Predicting Metallic Armour Performance When Impacted by Fragment-Simulating Projectiles – Model Adjustments and Improvements


In a previous study, a set of nine existing penetration models for blunt projectiles were identified and reviewed for their ability to predict the plugging-mode ballistic limit velocity of monolithic titanium alloy, aluminium alloy, and steel plates. Assessed with a database of more than 650 experimental ballistic limit measurements, often at conditions beyond that for which they had been originally derived or validated, it was found that all nine models could predict the ballistic limit to within +/- 50% for more than 50% of the database entries. In this paper, simple modifications to these nine models are proposed that introduce empirical adjustments, reformulations of the target strength dependency, or a combination of both with the pragmatic goal of identifying a model suitable for application across the wide range of monolithic metallic targets impacted by different calibre fragment-simulating projectiles across a full range of ordnance and sub-ordnance velocities in our database. The modifications were able to improve the performance of all models across this range, with the best performing models able to predict the experimental ballistic limit to within +/- 10% for 50% of the database entries and to within +/- 20% for 76% of the database entries.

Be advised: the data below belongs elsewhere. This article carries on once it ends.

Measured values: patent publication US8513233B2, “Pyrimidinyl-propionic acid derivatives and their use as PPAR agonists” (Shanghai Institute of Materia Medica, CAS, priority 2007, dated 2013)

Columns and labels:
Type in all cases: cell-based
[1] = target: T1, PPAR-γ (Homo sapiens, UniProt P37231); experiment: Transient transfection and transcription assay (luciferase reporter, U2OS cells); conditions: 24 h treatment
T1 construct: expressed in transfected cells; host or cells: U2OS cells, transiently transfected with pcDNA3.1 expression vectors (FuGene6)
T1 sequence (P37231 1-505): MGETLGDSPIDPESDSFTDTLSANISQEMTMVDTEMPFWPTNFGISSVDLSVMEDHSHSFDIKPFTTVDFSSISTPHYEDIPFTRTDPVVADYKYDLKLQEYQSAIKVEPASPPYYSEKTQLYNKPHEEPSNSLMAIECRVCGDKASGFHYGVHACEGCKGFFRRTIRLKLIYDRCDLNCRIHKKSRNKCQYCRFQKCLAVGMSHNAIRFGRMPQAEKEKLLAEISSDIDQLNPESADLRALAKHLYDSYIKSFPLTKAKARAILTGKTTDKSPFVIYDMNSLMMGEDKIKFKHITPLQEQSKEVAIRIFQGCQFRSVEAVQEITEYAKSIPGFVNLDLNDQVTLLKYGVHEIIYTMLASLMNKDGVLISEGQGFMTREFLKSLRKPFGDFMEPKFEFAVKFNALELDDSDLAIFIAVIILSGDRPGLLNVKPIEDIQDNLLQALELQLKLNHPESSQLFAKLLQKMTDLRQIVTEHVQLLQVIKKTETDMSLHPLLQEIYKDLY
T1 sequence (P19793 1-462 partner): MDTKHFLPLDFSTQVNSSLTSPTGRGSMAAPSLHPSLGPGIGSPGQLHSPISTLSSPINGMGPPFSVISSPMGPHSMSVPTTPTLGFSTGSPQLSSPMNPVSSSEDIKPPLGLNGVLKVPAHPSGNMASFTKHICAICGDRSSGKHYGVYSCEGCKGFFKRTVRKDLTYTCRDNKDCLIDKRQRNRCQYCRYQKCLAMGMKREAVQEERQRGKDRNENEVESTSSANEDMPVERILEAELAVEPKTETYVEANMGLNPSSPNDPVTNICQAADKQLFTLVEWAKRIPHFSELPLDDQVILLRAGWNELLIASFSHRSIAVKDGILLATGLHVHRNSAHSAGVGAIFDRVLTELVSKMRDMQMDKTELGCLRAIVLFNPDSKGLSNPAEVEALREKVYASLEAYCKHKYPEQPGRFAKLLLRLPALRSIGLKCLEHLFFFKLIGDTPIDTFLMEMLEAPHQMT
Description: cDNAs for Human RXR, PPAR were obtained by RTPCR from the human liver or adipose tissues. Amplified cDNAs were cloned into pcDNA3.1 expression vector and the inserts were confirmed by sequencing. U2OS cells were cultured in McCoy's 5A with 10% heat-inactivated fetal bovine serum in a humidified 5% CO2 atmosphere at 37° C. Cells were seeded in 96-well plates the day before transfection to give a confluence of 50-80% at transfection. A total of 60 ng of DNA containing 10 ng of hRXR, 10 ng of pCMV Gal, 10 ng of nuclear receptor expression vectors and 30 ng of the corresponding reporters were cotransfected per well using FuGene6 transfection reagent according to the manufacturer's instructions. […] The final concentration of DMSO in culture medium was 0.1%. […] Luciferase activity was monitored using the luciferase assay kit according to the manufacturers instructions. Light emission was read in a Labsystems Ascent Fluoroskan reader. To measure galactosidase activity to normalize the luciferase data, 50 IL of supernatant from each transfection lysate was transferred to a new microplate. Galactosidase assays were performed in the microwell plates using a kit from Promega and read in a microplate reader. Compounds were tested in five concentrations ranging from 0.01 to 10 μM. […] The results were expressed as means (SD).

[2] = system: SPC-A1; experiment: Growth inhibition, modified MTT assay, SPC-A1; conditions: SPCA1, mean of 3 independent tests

Civil, Architectural and Environmental Engineering

Keywords and Phrases

Armour penetration; Ballistic limit; Fragment simulating projectile; Plugging

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Article - Journal

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Publication Date

01 Mar 2022